GOP Between a Rock and a Hard Place
According to the New York Times, “With President Obama insisting on higher tax rates for affluent Americans and winning public support for the idea, Congressional Republicans find themselves in an increasingly difficult political spot and are quietly beginning to look for a way out. Senior Republican leadership aides say they are contemplating a fallback position since a standoff over expiring tax rates will be portrayed by Democrats as evidence that the opposition is willing to allow taxes to rise on the middle class to keep taxes from rising on the rich — and their intransigence could mean taxes go up on rich, poor and middle class alike. The leadership officials now say that if no deal can be struck to avert the automatic expiration of all the Bush-era tax cuts and the onset of deep, across-the-board spending cuts, they could foresee taking up and passing legislation this month to extend the tax cuts for the middle class and then resume the bitter fight over spending and taxes as the nation approaches the next hard deadline: its statutory borrowing limit, which could be reached in late January or February. … But any move toward compromise with Democrats on fiscal issues quickly comes under attack from conservatives as a surrender and unsettles the rank and file.”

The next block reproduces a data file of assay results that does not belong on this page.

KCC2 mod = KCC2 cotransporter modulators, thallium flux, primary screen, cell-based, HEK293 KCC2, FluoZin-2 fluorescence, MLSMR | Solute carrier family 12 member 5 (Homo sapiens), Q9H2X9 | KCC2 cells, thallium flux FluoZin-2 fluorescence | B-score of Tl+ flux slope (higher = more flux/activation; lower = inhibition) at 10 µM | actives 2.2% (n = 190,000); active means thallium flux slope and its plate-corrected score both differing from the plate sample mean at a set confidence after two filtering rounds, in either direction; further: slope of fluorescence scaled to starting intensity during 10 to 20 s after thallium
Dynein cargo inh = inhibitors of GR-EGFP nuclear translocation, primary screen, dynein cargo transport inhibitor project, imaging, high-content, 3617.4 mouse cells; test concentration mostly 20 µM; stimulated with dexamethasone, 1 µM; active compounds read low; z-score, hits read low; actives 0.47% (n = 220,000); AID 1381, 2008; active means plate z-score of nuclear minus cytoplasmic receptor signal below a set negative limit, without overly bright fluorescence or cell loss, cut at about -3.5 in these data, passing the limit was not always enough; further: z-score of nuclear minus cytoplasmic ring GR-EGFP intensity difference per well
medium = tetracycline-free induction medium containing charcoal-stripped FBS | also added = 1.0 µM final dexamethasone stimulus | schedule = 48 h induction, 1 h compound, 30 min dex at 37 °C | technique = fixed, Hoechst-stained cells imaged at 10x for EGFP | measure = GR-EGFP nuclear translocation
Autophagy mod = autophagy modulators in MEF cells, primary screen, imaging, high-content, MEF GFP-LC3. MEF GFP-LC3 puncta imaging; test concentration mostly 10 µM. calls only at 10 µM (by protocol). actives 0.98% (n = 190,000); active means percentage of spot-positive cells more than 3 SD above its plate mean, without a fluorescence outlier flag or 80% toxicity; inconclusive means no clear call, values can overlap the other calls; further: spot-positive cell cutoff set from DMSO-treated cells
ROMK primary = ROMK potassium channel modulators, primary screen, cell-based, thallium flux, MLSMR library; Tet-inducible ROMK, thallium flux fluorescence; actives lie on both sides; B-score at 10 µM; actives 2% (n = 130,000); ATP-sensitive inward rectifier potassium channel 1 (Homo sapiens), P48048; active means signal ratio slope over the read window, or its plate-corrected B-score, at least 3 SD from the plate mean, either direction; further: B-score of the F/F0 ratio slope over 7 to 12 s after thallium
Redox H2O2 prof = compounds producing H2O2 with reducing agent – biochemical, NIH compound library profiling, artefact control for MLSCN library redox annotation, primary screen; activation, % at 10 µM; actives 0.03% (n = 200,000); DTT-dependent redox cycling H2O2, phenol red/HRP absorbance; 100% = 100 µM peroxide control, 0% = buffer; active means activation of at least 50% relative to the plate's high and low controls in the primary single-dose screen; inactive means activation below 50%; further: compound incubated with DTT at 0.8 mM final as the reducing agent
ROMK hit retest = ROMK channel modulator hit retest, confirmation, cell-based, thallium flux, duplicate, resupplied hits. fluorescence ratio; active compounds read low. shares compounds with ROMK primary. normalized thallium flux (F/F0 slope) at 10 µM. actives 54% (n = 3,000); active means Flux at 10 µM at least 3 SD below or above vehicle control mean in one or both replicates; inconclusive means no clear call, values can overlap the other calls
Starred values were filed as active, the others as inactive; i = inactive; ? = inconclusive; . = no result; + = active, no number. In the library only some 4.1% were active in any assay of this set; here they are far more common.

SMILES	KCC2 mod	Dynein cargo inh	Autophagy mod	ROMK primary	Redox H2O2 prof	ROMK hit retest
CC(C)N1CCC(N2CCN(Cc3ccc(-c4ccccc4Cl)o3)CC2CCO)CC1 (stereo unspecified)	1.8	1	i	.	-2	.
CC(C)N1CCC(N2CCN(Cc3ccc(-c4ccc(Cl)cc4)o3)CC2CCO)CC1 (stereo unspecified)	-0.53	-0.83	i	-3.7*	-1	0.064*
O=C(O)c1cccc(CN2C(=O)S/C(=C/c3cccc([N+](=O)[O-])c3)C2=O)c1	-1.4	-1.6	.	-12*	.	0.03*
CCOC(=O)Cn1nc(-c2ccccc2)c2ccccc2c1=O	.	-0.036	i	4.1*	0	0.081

“Senate Passes $531 Billion Defense Budget”